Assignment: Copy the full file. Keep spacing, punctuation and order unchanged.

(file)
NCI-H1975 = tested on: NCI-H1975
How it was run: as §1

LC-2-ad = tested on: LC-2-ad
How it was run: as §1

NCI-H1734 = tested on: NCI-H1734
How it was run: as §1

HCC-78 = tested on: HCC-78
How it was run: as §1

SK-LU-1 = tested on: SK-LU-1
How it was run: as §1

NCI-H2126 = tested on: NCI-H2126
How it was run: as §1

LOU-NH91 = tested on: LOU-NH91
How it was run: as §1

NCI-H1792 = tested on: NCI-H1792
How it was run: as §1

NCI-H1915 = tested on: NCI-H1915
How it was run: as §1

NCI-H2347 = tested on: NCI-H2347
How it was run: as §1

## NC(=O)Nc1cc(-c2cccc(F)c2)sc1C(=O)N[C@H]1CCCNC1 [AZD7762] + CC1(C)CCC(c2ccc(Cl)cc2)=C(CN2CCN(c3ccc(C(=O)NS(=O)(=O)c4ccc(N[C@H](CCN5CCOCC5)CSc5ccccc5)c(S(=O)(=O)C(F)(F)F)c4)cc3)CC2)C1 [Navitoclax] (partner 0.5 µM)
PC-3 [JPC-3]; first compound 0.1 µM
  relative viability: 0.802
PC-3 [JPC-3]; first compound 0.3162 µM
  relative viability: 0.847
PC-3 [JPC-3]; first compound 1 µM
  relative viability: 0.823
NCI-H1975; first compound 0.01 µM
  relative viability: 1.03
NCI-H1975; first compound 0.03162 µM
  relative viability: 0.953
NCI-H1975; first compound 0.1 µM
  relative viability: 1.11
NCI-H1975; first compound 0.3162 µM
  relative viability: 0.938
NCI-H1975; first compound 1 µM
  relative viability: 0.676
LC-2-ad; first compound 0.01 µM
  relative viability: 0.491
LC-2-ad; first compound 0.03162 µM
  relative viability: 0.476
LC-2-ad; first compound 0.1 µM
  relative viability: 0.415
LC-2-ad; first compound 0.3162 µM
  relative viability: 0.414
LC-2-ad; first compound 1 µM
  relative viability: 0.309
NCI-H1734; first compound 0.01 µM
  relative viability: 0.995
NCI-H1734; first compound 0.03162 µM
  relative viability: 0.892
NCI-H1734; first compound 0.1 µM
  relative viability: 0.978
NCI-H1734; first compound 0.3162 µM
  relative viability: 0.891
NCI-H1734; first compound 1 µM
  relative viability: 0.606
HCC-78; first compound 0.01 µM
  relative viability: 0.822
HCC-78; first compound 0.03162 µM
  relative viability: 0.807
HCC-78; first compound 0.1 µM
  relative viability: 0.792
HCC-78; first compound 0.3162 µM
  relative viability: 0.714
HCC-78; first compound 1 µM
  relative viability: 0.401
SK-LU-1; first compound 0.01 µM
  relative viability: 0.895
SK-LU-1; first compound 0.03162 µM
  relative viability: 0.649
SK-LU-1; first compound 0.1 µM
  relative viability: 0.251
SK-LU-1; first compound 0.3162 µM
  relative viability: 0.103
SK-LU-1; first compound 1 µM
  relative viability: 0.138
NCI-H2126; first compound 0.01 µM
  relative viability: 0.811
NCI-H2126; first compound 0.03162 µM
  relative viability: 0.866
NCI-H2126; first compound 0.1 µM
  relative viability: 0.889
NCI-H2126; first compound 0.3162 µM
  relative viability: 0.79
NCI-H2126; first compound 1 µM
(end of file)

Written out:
NCI-H1975 = tested on: NCI-H1975
How it was run: as §1

LC-2-ad = tested on: LC-2-ad
How it was run: as §1

NCI-H1734 = tested on: NCI-H1734
How it was run: as §1

HCC-78 = tested on: HCC-78
How it was run: as §1

SK-LU-1 = tested on: SK-LU-1
How it was run: as §1

NCI-H2126 = tested on: NCI-H2126
How it was run: as §1

LOU-NH91 = tested on: LOU-NH91
How it was run: as §1

NCI-H1792 = tested on: NCI-H1792
How it was run: as §1

NCI-H1915 = tested on: NCI-H1915
How it was run: as §1

NCI-H2347 = tested on: NCI-H2347
How it was run: as §1

## NC(=O)Nc1cc(-c2cccc(F)c2)sc1C(=O)N[C@H]1CCCNC1 [AZD7762] + CC1(C)CCC(c2ccc(Cl)cc2)=C(CN2CCN(c3ccc(C(=O)NS(=O)(=O)c4ccc(N[C@H](CCN5CCOCC5)CSc5ccccc5)c(S(=O)(=O)C(F)(F)F)c4)cc3)CC2)C1 [Navitoclax] (partner 0.5 µM)
PC-3 [JPC-3]; first compound 0.1 µM
  relative viability: 0.802
PC-3 [JPC-3]; first compound 0.3162 µM
  relative viability: 0.847
PC-3 [JPC-3]; first compound 1 µM
  relative viability: 0.823
NCI-H1975; first compound 0.01 µM
  relative viability: 1.03
NCI-H1975; first compound 0.03162 µM
  relative viability: 0.953
NCI-H1975; first compound 0.1 µM
  relative viability: 1.11
NCI-H1975; first compound 0.3162 µM
  relative viability: 0.938
NCI-H1975; first compound 1 µM
  relative viability: 0.676
LC-2-ad; first compound 0.01 µM
  relative viability: 0.491
LC-2-ad; first compound 0.03162 µM
  relative viability: 0.476
LC-2-ad; first compound 0.1 µM
  relative viability: 0.415
LC-2-ad; first compound 0.3162 µM
  relative viability: 0.414
LC-2-ad; first compound 1 µM
  relative viability: 0.309
NCI-H1734; first compound 0.01 µM
  relative viability: 0.995
NCI-H1734; first compound 0.03162 µM
  relative viability: 0.892
NCI-H1734; first compound 0.1 µM
  relative viability: 0.978
NCI-H1734; first compound 0.3162 µM
  relative viability: 0.891
NCI-H1734; first compound 1 µM
  relative viability: 0.606
HCC-78; first compound 0.01 µM
  relative viability: 0.822
HCC-78; first compound 0.03162 µM
  relative viability: 0.807
HCC-78; first compound 0.1 µM
  relative viability: 0.792
HCC-78; first compound 0.3162 µM
  relative viability: 0.714
HCC-78; first compound 1 µM
  relative viability: 0.401
SK-LU-1; first compound 0.01 µM
  relative viability: 0.895
SK-LU-1; first compound 0.03162 µM
  relative viability: 0.649
SK-LU-1; first compound 0.1 µM
  relative viability: 0.251
SK-LU-1; first compound 0.3162 µM
  relative viability: 0.103
SK-LU-1; first compound 1 µM
  relative viability: 0.138
NCI-H2126; first compound 0.01 µM
  relative viability: 0.811
NCI-H2126; first compound 0.03162 µM
  relative viability: 0.866
NCI-H2126; first compound 0.1 µM
  relative viability: 0.889
NCI-H2126; first compound 0.3162 µM
  relative viability: 0.79
NCI-H2126; first compound 1 µM